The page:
However, it is important not only to be focused on executing objectives swiftly, but also efficiently. When introductions to potential clients are made or discussions with advisors are ongoing, founders need to be ready to act with haste, ensuring that opportunities do not fall by the wayside. To solve real issues and take full advantage of potential networking opportunities, founders must be single-minded when it comes to execution and employ the necessary discipline, focus and conviction to achieve their desired outcomes, understanding that, as founders, their time is the most valuable asset a company has.
Have clarity in business goals
Accelerators provide a wide variety of resources to founders. It is crucial that careful planning and consideration are put into place from the outset to establish precise goals for participation, ensuring adequate time and resources are allocated and distributed to allow for the execution of such aspirations. For startups, this can be as simple as setting up basic operational tools and processes like OKRs to effectively track and coordinate a team's attention and resources.
Have a strong concept
It is important to remember that accelerators are not equivalent to incubators and, accordingly, should not be used for ideating or brainstorming. Teams entering accelerators need to have a solidified proof of concept and if possible, some form of early validation of this concept. If founders can enter an accelerator with a pre-existing community, a relevant advisor or team member who is already situated in the industry, or a letter of interest from a potential customer, then they will instantly be in a position to capitalize on using these connections to further the growth of their startup. Accelerators are about creating 'fly-wheels' which increasingly build up momentum. Teams that lack this are often asked to reapply with traction in areas critical to their success and founders can be accepted after as many as two or three applications.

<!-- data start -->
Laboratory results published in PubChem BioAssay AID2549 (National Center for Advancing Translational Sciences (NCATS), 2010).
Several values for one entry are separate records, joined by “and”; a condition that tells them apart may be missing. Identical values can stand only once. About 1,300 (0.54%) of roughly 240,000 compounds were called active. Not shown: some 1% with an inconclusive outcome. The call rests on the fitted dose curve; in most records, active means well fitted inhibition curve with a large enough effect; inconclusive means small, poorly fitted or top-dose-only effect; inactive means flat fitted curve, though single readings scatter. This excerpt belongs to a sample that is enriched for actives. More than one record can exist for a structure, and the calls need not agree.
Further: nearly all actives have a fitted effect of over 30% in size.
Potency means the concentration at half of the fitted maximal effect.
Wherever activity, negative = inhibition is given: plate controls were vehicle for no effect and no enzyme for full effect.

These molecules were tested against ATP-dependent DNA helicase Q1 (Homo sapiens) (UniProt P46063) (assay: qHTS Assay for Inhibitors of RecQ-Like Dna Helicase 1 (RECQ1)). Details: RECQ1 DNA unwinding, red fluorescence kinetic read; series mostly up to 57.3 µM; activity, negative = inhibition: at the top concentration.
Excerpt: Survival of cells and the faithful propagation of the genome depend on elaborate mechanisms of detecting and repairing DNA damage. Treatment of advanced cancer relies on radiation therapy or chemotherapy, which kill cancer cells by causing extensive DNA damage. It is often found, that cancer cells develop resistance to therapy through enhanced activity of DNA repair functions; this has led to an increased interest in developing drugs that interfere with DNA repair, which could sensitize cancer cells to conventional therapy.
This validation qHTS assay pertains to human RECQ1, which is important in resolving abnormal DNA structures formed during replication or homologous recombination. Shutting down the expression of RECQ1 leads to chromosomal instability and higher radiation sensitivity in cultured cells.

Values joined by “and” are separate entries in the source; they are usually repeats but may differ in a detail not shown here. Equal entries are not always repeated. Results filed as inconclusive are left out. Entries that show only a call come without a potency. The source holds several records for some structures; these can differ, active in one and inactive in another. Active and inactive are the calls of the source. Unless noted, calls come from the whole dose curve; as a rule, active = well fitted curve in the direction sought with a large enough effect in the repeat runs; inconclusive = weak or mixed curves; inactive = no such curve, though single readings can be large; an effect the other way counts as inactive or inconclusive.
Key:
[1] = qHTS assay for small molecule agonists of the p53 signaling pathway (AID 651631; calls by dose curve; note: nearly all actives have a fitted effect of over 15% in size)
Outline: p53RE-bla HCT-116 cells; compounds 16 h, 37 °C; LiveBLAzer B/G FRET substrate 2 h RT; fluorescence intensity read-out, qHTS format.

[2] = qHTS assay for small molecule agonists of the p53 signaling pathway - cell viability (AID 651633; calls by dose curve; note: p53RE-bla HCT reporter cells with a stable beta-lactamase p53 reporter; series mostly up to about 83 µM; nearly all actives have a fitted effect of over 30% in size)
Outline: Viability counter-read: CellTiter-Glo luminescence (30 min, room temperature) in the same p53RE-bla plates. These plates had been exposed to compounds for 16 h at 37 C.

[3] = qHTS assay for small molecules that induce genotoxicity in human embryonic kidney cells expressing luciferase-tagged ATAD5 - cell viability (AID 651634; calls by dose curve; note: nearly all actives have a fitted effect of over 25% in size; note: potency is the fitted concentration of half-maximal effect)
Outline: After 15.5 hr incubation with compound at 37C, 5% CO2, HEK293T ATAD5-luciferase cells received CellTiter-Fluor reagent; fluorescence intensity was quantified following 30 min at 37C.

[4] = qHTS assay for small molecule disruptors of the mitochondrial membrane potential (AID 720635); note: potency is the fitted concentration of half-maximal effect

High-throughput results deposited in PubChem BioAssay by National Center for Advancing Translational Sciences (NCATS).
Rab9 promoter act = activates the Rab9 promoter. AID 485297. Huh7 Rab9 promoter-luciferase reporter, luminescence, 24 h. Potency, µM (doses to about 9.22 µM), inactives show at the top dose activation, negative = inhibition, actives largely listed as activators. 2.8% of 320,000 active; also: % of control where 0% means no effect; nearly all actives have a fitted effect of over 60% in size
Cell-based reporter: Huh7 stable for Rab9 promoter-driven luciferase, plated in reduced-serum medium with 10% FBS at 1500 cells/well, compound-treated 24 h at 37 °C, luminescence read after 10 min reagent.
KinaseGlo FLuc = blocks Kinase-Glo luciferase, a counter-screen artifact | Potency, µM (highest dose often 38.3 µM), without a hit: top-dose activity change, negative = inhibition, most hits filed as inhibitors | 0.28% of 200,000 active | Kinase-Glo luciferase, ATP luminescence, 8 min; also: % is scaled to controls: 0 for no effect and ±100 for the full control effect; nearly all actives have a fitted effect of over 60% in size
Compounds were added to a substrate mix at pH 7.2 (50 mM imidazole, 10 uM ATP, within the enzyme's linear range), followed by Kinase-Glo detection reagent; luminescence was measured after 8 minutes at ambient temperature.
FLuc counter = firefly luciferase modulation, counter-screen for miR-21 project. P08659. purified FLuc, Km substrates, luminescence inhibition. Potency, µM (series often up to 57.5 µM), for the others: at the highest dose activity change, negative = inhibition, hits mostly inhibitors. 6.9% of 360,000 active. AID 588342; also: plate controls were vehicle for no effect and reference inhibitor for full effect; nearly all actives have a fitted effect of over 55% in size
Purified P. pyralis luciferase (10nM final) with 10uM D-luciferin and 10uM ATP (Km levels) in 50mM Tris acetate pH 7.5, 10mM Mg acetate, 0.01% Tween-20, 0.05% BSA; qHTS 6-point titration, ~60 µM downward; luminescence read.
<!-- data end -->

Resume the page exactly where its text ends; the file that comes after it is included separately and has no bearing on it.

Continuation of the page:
Grow your network
Leverage the network that is provided to you by the accelerator cohort. Assume there are already several better-capitalized teams somewhere in the world working on a similar idea right now because it's most likely true. With social media, we now operate in a hive mind where no idea is new or unique for long, and the only way to navigate competition is to out-execute it. Making connections and seeking feedback early on to iterate ahead of the competition is essential. This is especially true in Web3 where most startups are building on, or integrating with, the open source technology of others where there is less of a technological moat and community is at the heart of most products.
As a founder, I am convinced the strongest indicator of success is relentless perseverance to see things through. In the wider macroeconomic environment, let alone in the frantic world of crypto and Web3, there are so many factors that cannot be controlled. However, if you possess a real unmet need or innovation, then a premature start and lack of execution are the only enemies. The startups that succeed are the ones that stick to their goals and work on getting better. There have been plenty of times I've seen founders momentarily lose faith in Web3 due to market events out of their control. However, building a business in an old paradigm like Web2 because it feels easier, is to deny an eventuality and give any fleeting success a short shelf-life.
Amidst an economic downturn, accelerators are still seeing more applications than ever, with a notable upturn from founders and executives pouring out of Web2 and Big Tech and drawn to Web3's alluring potential. Some of the largest companies such as Nike with the RTFKT acquisition, Starbucks and their NFT loyalty program and, within Outlier Ventures' partner network, the likes of FARFETCH, are all deeply committed to Web3 and its ability to redefine their value chains and businesses.
As we transition out of this bear market, there is huge potential for Web3 to be the growth vehicle that drives us out of the current macro trends that we are witnessing. The time for building is now, so get out there, and don't miss out on this invaluable opportunity!